{{DRConfidenceExponential|title=Optimized k parameter for the exponential model, from 10000 bootstrap iterations|MLEk=9.01E-07|p5k=4.61E-08|p25k=2.21E-07|p50k=2.21E-07|p950k=4.61E-06|p975k=4.61E-06|p995k=4.61E-06|N50type=ID50/LD50/ETC|MLEN=7.69E+05|p5N=1.51E+05|p25N=1.51E+05|p50N=1.51E+05|p950N=3.14E+06|p975N=3.14E+06|p995N=1.51E+07}}
 
 
 
[[File:ExpHisto ID184.png|thumb|left|500px|'''Parameter histogram for exponential model (uncertainty of the parameter)''']][[File:ExpModel ID184.png|thumb|none|500px|'''Exponential model plot, with confidence bounds around optimized model''']]<br>
 
 
 
===Optimization Output for experiment 185===
 
 
{{DRExperimentDataTable5|title=T2 Strain for serotype PEN 2 model data|refer =Blaser et al 1983|reference=Blaser MJ et al. (1983) Experimental Campylobacter jejuni infection of adult mice. Infection and Immunity. 39(2), pp.908-916 [http://iai.asm.org/cgi/content/abstract/39/2/908 Full Text]|pos=Infected|neg=Non-infected|d1=1E+04|p1=1|n1=4|t1=5|d2=1E+05|p2=3|n2=2|t2=5|d3=1E+06|p3=4|n3=1|t3=5|d4=1E+07|p4=4|n4=1|t4=5|d5=1E+08|p5=5|n5=0|t5=5}}
 
 
 
{{DRFit|title=Goodness of fit and model selection|devE=25.4|devB=0.969|delta=24.5|DFE=4|DFB=3|X2bPbetter=3.84|pbPbetter=7.59e-07|X2GOFe=9.49|pGOFe=4.13e-05|X2GOFb=7.81|pGOFb=0.809|interpretation=Beta-Poisson fits better than exponential; cannot reject good fit for beta-Poisson.}}
 
 
 
{{DRConfidenceBetaPoisson|title=Optimized parameters for the beta-Poisson model, from 10000 bootstrap iterations|MLEa=3.19E-01|p5a=8.29E-02|p25a=1.26E-01|p50a=1.49E-01|p950a=1.05E+01|p975a=5.53E+02|p995a=1.52E+03|MLEN=6.68E+04|p5N=4.06E+02|p25N=5.55E+03|p50N=1.04E+04|p950N=3.58E+05|p975N=4.65E+05|p995N=8.48E+05}}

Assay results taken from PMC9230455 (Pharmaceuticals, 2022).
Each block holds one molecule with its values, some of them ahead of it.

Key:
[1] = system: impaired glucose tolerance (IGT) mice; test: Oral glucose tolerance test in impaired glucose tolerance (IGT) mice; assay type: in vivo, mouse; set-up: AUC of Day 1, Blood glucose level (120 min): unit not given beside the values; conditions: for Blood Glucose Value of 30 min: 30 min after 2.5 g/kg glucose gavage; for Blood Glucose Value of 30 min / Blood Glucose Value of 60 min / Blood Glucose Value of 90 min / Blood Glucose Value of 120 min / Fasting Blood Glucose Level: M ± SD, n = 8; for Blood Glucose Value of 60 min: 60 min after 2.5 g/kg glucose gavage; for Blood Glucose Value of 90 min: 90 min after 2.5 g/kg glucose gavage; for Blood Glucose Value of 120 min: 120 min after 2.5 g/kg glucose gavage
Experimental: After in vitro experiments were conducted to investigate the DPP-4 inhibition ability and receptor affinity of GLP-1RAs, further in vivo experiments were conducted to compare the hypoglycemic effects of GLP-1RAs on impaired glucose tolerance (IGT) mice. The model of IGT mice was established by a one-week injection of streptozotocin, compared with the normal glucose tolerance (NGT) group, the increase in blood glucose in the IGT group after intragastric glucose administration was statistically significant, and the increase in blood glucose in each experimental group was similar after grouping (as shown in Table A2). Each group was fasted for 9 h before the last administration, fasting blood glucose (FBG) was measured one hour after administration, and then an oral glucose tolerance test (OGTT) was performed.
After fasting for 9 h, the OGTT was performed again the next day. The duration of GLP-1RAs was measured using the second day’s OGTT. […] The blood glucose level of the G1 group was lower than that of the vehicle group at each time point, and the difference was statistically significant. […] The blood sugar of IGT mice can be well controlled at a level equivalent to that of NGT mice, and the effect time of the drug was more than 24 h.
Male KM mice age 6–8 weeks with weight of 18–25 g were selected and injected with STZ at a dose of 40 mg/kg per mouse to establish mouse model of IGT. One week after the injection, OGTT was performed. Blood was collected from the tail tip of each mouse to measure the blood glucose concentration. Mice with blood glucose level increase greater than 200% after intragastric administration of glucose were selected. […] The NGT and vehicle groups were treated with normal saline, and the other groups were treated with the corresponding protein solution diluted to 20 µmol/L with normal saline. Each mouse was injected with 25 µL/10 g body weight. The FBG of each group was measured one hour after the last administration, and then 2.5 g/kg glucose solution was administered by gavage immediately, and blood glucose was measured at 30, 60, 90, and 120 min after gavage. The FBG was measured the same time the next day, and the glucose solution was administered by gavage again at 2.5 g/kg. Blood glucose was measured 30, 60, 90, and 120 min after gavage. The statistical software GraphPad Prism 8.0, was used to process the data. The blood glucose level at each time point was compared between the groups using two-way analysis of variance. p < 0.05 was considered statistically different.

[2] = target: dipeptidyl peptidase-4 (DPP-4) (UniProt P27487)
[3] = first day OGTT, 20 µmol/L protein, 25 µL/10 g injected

[[File:BPscatter ID185.png|thumb|left|500px|'''Parameter scatter plot for beta Poisson model ellipses signify the 0.9, 0.95 and 0.99 confidence of the parameters.''']][[File:BPmodel ID185.png|thumb|none|500px|'''beta Poisson model plot, with confidence bounds around optimized model''']]<br>
 
 
 
===Optimization Output for experiment 186===
 
 
{{DRExperimentDataTable5|title=T3 strain for serotype PEN 3 data|refer = Blaser et al 1983|reference=Blaser MJ et al. (1983) Experimental Campylobacter jejuni infection of adult mice. Infection and Immunity. 39(2), pp.908-916 [http://iai.asm.org/cgi/content/abstract/39/2/908 Full Text]|pos=Infected|neg=Non-infected|d1=1E+04|p1=2|n1=3|t1=5|d2=1E+05|p2=4|n2=1|t2=5|d3=1E+06|p3=2|n3=3|t3=5|d4=1E+07|p4=3|n4=2|t4=5|d5=1E+08|p5=5|n5=0|t5=5}}
 
 
 
{{DRFit|title=Goodness of fit and model selection|devE=45.6|devB=5.41|delta=40.2|DFE=4|DFB=3|X2bPbetter=3.84|pbPbetter=2.25e-10|X2GOFe=9.49|pGOFe=2.92e-09|X2GOFb=7.81|pGOFb=0.144|interpretation=Beta-Poisson fits better than exponential; cannot reject good fit for beta-Poisson.}}
 
 
 
{{DRConfidenceBetaPoisson|title=Optimized parameters for the beta-Poisson model, from 10000 bootstrap iterations|MLEa=1.17E-01|p5a=1.06E-02|p25a=1.79E-02|p50a=2.48E-02|p950a=2.79E-01|p975a=3.29E-01|p995a=4.72E-01|MLEN=3.14E+04|p5N=3.29E-09|p25N=2.55E-05|p50N=2.53E-02|p950N=4.21E+05|p975N=9.69E+05|p995N=3.68E+06}}
 
 
 
[[File:BPscatter ID186.png|thumb|left|500px|'''Parameter scatter plot for beta Poisson model ellipses signify the 0.9, 0.95 and 0.99 confidence of the parameters.''']][[File:BPmodel ID186.png|thumb|none|500px|'''beta Poisson model plot, with confidence bounds around optimized model''']]<br>
 
 
 
===Optimization Output for experiment 188===